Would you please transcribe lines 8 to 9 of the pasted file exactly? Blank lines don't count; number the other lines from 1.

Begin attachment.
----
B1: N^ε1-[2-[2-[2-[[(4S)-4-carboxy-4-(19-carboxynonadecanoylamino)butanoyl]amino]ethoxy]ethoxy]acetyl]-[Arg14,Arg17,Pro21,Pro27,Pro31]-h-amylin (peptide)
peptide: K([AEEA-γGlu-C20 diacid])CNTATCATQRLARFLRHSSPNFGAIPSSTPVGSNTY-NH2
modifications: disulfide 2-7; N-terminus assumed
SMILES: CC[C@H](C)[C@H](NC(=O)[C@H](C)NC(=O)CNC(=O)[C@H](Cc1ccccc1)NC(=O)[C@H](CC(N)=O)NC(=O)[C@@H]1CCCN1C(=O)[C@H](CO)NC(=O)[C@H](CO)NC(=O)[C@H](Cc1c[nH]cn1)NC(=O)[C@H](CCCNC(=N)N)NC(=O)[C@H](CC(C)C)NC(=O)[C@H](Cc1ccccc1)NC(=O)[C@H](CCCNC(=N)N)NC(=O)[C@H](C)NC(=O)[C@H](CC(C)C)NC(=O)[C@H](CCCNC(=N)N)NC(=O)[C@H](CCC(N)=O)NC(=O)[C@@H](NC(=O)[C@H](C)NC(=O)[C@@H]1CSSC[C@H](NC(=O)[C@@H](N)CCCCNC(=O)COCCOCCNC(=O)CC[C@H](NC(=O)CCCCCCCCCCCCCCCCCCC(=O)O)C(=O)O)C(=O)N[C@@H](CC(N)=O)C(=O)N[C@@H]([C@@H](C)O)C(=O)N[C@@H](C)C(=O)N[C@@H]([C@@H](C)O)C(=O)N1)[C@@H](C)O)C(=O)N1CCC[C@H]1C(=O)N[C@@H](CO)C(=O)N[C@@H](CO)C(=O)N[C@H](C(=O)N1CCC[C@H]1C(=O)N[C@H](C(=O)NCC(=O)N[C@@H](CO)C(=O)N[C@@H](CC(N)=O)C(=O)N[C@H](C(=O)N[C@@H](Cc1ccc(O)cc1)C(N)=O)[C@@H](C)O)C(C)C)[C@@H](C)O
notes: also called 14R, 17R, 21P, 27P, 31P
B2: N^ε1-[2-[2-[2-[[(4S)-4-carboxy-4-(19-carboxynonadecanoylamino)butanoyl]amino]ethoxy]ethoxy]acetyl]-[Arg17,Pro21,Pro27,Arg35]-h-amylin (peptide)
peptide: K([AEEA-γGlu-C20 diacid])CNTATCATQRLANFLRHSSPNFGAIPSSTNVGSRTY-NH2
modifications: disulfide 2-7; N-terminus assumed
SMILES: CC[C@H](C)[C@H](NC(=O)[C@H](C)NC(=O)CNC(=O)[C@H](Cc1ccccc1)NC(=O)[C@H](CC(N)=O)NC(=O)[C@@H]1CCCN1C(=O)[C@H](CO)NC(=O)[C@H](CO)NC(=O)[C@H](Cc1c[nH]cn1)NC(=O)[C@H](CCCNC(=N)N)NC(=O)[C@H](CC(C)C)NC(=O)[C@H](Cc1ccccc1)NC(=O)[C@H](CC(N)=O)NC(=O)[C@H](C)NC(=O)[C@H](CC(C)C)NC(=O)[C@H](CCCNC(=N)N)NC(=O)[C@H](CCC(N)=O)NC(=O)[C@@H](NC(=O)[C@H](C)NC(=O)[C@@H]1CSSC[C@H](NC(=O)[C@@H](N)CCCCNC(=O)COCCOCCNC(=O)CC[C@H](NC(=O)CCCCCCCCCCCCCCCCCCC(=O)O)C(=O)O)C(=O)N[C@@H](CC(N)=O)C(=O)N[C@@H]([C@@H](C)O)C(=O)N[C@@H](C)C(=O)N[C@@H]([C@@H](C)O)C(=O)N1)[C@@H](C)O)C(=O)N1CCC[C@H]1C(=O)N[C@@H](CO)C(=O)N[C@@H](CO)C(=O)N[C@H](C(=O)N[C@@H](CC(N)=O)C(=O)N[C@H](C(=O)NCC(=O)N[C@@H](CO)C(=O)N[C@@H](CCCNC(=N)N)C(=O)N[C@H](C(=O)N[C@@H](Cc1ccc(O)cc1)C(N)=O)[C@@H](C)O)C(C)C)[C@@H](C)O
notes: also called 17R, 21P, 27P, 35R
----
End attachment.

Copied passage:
modifications: disulfide 2-7; N-terminus assumed
SMILES: CC[C@H](C)[C@H](NC(=O)[C@H](C)NC(=O)CNC(=O)[C@H](Cc1ccccc1)NC(=O)[C@H](CC(N)=O)NC(=O)[C@@H]1CCCN1C(=O)[C@H](CO)NC(=O)[C@H](CO)NC(=O)[C@H](Cc1c[nH]cn1)NC(=O)[C@H](CCCNC(=N)N)NC(=O)[C@H](CC(C)C)NC(=O)[C@H](Cc1ccccc1)NC(=O)[C@H](CC(N)=O)NC(=O)[C@H](C)NC(=O)[C@H](CC(C)C)NC(=O)[C@H](CCCNC(=N)N)NC(=O)[C@H](CCC(N)=O)NC(=O)[C@@H](NC(=O)[C@H](C)NC(=O)[C@@H]1CSSC[C@H](NC(=O)[C@@H](N)CCCCNC(=O)COCCOCCNC(=O)CC[C@H](NC(=O)CCCCCCCCCCCCCCCCCCC(=O)O)C(=O)O)C(=O)N[C@@H](CC(N)=O)C(=O)N[C@@H]([C@@H](C)O)C(=O)N[C@@H](C)C(=O)N[C@@H]([C@@H](C)O)C(=O)N1)[C@@H](C)O)C(=O)N1CCC[C@H]1C(=O)N[C@@H](CO)C(=O)N[C@@H](CO)C(=O)N[C@H](C(=O)N[C@@H](CC(N)=O)C(=O)N[C@H](C(=O)NCC(=O)N[C@@H](CO)C(=O)N[C@@H](CCCNC(=N)N)C(=O)N[C@H](C(=O)N[C@@H](Cc1ccc(O)cc1)C(N)=O)[C@@H](C)O)C(C)C)[C@@H](C)O